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Social Media Governance

Framework to Deal with the Use of Social Media

Nothing short of a revolution in online communication and social media has been occurring over the last few years. The movement has gone beyond being an information security challenge and become a genuine governance issue. Boards of directors must take notice of these new challenges, identify oversight responsibilities, and develop the appropriate policies and procedures to protect the integrity of company data and make sure the use of social media is consistent with the company’s values. In this blog I look at what can be done to get ahead of the situation.

Social media are no longer just social— these tools are commercial, and they are becoming a key element of business strategy. From engaging customers in real time, to adding sales channels, to enhancing market research, companies are discovering many ways to take advantage of social media.

Social media brings many advantages including getting one’s message out to potential customers, promoting brand, and communicating with stakeholders. But for all their advantages, social media also bring inherent risk, even to those companies not actively using them—e.g., threats to confidential information or intellectual property, reputational risk and the potential for regulatory infractions, to name a few. As a result, it is critical that management develop and maintain a clear-cut governance framework as a central part of its social media development initiatives.

The work time use – and/or misuse – of Facebook, MySpace, LinkedIn, Twitter and YouTube is a management and human resources issue; data leakage through these channels is a compliance and, potentially, a competitiveness issue; and the risks to confidentiality, availability and integrity of information is an information security issue. But social media may also have a significant role to play in how the organization communicates with customers, partners, suppliers, potential employees and stakeholders. Social media have an increasingly important part to play in corporate marketing strategies, whether in brand development or product positioning.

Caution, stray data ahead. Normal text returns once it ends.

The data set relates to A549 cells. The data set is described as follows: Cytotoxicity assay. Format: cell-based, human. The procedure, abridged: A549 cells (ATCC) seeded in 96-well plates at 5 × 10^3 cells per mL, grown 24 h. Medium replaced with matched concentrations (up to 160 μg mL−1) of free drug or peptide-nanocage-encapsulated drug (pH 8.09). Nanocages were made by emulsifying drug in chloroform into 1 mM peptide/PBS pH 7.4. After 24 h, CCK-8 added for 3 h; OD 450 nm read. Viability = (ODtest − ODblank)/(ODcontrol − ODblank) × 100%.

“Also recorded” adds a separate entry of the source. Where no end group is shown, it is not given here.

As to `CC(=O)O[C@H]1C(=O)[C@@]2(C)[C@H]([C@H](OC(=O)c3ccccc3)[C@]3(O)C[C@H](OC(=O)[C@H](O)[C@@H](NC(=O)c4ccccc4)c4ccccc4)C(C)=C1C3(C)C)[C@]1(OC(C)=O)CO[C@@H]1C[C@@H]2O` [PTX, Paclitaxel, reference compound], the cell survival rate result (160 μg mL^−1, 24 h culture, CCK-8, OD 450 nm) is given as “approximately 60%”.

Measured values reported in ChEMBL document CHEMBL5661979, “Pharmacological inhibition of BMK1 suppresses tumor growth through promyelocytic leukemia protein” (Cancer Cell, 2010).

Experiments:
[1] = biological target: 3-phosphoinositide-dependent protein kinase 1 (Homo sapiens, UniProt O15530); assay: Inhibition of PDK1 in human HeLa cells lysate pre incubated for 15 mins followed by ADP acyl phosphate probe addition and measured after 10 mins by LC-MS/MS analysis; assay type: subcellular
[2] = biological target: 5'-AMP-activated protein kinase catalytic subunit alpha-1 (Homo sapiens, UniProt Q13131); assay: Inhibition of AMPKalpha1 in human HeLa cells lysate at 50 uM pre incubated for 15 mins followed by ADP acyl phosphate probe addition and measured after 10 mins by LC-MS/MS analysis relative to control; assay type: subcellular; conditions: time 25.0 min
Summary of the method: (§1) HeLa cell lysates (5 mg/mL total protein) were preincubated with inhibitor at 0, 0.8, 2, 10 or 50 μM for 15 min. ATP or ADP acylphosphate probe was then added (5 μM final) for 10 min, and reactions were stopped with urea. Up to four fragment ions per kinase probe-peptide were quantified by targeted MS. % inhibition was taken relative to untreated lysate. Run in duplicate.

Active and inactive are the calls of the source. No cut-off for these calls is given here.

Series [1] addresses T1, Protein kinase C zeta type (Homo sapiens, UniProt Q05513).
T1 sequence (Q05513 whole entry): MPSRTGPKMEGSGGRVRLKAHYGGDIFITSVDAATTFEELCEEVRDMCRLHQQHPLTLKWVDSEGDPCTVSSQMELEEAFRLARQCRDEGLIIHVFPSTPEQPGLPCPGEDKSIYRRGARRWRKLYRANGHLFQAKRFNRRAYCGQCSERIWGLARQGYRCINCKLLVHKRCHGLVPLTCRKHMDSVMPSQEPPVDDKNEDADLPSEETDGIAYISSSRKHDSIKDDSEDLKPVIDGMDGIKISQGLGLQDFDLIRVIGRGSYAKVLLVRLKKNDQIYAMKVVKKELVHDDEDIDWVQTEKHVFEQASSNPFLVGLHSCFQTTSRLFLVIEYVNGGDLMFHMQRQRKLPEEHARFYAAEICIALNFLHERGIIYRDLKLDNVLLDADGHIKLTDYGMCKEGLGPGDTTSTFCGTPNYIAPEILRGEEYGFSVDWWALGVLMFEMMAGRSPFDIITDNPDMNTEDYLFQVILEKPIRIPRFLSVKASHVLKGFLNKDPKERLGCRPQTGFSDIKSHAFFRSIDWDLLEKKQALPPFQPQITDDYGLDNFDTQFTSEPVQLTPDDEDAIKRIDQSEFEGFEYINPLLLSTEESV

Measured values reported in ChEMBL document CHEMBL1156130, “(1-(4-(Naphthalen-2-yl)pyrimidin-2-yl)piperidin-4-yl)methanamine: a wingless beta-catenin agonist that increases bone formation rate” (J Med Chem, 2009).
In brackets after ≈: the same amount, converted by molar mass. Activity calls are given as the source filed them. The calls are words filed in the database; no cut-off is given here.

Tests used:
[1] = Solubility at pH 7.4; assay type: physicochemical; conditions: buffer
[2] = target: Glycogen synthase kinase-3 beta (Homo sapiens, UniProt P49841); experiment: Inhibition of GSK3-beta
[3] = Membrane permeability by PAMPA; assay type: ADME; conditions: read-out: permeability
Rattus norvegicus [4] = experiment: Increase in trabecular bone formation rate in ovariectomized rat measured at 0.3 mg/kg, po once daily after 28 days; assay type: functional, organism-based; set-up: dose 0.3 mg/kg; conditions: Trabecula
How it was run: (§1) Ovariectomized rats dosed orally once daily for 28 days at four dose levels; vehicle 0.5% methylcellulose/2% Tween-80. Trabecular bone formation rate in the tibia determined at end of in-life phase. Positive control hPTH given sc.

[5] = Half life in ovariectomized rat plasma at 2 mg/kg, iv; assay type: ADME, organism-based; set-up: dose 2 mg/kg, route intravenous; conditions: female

Organizations that embrace social media increasingly recognize that they need a coherent, comprehensive approach, an approach that ensures clarity about corporate policy, identifies roles and responsibilities, and provides appropriate training to individuals supported by guidance and practical tips for effective use of these media. They need, in other words, a governance framework that contains board-level guidance about the role of social media in the business strategy, which ensures that roles, responsibilities and resources are allocated, that risks are identified and controlled, and that appropriate business objectives are achieved.

The international accounting firm of KPMG examined the role of audit committees in ensuring that management (often spearheaded by marketing and closely supported by legal/compliance and information technology) has in place a social media governance framework that effectively addresses the range of internal and external risks, and that it is designed to keep pace with the rapid speed at which this area is evolving.